Never had a walkway looked so honest and virtuous before: swept clean, steps gleaming. Even Dead Lawn seemed to have put in some effort: It was trimmed at least, and less muddy and brown than Delilah had ever seen it. If the front yard could make a noise, Delilah sensed it would be whistling innocently.
Come on in, Delilah.
Nothing strange to see here.
The effort it seemed to have put in for the dinner date did nothing to quell the nervous twist in her stomach as she stood in front of the door and knocked.
Delilah knew she should have shared her suspicions about the sweater with Gavin, that somehow part of the house had attached itself to it and followed her home. But she couldn’t bring herself to do it. She hadn’t been sleeping enough lately and had just woken from a dream.. . . She was groggy, not thinking straight. Concluding the sweater was possessed was no doubt a result of her wild imagination, because the alternative was too terrifying to even consider.
Gavin answered with his trademark half smile, motioning her inside. “Hey, Lilah.”
Her palms felt sweaty and she couldn’t shake the unease that crawled up and down her spine, but she put on her best smile—fake as it may be—and beamed up at him. “It smells amazing in here,” she said, slipping off her shoes and shrugging out of her jacket as Gavin slid his hands to her shoulders to help her.
“Thanks,” he said, and turned to hand it to the coatrack. “I, uh. . . I cooked.”
She turned to look up at his blushing cheeks, feeling relief wash through her. It wasn’t that she didn’t think the house could cook; she knew it could. But if it cooked dinner tonight, there would be a part of her thinking, with every bite, that the house somehow slipped rat poison into her portion.
“Good,” she said stupidly, and then added in a rush, “I mean, it’s good practice for you. But not that you need practice, because the house will always be here to cook for you, always. I just mean—”
Gavin put a warm hand on her arm, whispering, “I get what you’re trying to say. It’s okay. Calm down, crazy.”
Delilah blew out a nervous breath and looked around the foyer while Gavin stood patiently just behind her left shoulder, clearly letting her calm down. Back inside these walls, the comfort they shared on their walks around town or alone in the music room at school melted away, and even Delilah’s natural confidence couldn’t press away the jitters.
“House,” he said into the room. “Delilah came back to see us. And like I told you”—he paused and leaned in close to her, meaningfully—“and you,” he added, “she’s very important to me. I’m happy she came.”
There was a small rustle in a plant near the front door—a wave? she wondered—and a lampshade tilted in her direction.
Delilah waved back, lamely, into the room and up toward the stairs. “Hi. Thank you for having me. Um, back,” she added, wincing.
It felt like they were performing for an audience of dissatisfied customers, an audience made up only of overprotective parents. The night was just so loaded.
She looked up at him, wanting to say this out loud, to somehow contrast this moment with every other they’d spent together in the past weeks, walking in easy silence or admitting everything crazy and scary and secretive to each other. But the words died on her lips when he smiled the smile that showed his sharp teeth, which she’d never seen him give anyone but her. Gavin bent and, starting at the corner of her mouth, drew his lips across hers in a slow, soft line. They were parted a little and just a tiny bit wet from his tongue.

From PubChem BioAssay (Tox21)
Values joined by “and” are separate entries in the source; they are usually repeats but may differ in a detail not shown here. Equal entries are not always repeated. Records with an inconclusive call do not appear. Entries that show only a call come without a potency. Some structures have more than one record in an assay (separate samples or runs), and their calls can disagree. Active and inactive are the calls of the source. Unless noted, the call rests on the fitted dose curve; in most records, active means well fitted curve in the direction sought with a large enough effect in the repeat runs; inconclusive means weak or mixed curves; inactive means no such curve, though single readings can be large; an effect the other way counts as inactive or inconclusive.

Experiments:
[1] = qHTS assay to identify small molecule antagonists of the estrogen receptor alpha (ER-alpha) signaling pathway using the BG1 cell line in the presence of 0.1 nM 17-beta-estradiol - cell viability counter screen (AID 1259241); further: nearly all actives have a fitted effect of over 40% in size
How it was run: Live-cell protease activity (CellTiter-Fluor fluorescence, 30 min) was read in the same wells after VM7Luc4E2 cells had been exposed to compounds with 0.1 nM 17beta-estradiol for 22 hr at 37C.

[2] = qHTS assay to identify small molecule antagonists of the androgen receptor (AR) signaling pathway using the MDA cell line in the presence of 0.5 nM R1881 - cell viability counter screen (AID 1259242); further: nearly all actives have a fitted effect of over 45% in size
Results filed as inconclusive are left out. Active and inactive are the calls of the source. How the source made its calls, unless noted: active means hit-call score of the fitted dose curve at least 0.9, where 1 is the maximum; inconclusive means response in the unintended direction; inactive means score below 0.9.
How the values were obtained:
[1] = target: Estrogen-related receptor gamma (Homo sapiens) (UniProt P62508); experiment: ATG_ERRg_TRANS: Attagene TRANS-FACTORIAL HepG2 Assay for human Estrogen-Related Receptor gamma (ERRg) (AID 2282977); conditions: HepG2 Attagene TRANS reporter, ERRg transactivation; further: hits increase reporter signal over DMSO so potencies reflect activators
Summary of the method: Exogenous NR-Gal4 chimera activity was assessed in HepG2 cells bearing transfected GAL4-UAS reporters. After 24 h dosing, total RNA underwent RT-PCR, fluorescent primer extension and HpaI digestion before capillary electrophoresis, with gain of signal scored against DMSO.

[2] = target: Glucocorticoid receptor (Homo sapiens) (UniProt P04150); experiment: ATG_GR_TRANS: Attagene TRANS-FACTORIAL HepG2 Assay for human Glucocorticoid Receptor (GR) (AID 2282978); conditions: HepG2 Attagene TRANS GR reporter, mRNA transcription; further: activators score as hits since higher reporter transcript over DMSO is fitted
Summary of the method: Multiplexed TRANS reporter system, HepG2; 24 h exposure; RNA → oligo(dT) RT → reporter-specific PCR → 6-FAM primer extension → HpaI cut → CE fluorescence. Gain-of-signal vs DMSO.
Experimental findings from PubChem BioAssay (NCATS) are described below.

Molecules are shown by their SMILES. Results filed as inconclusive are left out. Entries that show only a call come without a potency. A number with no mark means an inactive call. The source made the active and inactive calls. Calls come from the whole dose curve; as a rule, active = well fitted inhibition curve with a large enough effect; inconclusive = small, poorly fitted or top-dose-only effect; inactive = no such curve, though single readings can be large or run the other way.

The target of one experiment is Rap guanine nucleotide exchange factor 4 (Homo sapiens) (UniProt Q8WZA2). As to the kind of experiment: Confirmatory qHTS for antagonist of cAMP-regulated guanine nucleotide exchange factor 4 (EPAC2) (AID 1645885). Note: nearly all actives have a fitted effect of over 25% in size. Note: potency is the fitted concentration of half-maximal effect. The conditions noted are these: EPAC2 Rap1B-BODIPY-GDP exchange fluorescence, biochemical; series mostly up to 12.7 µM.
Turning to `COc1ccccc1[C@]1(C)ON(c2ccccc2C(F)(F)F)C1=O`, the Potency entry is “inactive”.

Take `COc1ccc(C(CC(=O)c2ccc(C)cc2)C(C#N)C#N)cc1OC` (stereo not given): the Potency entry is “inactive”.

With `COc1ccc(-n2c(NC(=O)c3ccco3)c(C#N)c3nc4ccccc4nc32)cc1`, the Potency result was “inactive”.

“You look so pretty tonight,” he whispered once he reached the other side.
Delilah’s insides melted, and she felt warm and heavy in her relief. She nodded when he tilted his head, silently asking if she was ready to come fully inside.
But the sense of relief evaporated as soon as Gavin’s hand let go of hers and he moved purposefully toward the kitchen. More than she ever had before, Delilah understood the term “walking on eggshells.” Of course, there weren’t literal eggshells beneath her feet, but every time she took a step, the placement of her foot seemed to be a critical decision. One floorboard groaned when she stepped on it—low and splintery and the exact sound wood would make if it was displeased—and she very quickly skipped to the board beside it, which, thankfully, remained silent and sturdy. Another board pushed the wood nail up as she stepped down, poking her on the bottom of her foot through her wool sock. Delilah bit back a sharp cry and limped quietly behind Gavin. She felt as though the hallway was shrinking in on her, inspecting, expecting to be disappointed in whatever action she took. She was surrounded by hundreds of parts of the house every moment she was inside, and some seemed to have forgiven her while others clearly held a grudge.
In the kitchen, Gavin dished spaghetti into two bowls, handed one to Delilah and then grabbed a basket of garlic bread. With food in hand, they walked to the dining room. Delilah found herself glancing at everything on the floor, everything on the wall, every fixture hanging from the ceiling. Everything—even the paintings—remained suspiciously still, but the dining room was absolutely freezing when they sat at the table to eat.
Looking around the room, Gavin asked, “Is it cold in here?”
She shrugged. “Maybe a little. It’s okay.” But her shiver revealed the lie.
Gavin looked up at the ceiling. “Are you trying to kick us out of here?” Beneath their plates, the table shook, and a wintery gust blew through the room. Delilah interpreted it as a clear yes.
With an irritated little growl, Gavin grabbed his bowl and the basket of bread and stood, saying, “Fine. Let’s go,” to Delilah, and led her into the living room.